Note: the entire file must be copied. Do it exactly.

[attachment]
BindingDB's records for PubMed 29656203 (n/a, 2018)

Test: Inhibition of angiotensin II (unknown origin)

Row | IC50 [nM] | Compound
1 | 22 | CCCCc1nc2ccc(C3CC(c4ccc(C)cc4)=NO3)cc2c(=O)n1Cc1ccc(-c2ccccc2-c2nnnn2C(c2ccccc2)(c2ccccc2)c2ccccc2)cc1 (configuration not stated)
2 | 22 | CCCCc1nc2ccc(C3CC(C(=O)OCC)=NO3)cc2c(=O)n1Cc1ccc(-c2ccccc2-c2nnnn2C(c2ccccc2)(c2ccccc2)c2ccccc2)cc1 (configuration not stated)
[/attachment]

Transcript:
BindingDB's records for PubMed 29656203 (n/a, 2018)

Test: Inhibition of angiotensin II (unknown origin)

Row | IC50 [nM] | Compound
1 | 22 | CCCCc1nc2ccc(C3CC(c4ccc(C)cc4)=NO3)cc2c(=O)n1Cc1ccc(-c2ccccc2-c2nnnn2C(c2ccccc2)(c2ccccc2)c2ccccc2)cc1 (configuration not stated)
2 | 22 | CCCCc1nc2ccc(C3CC(C(=O)OCC)=NO3)cc2c(=O)n1Cc1ccc(-c2ccccc2-c2nnnn2C(c2ccccc2)(c2ccccc2)c2ccccc2)cc1 (configuration not stated)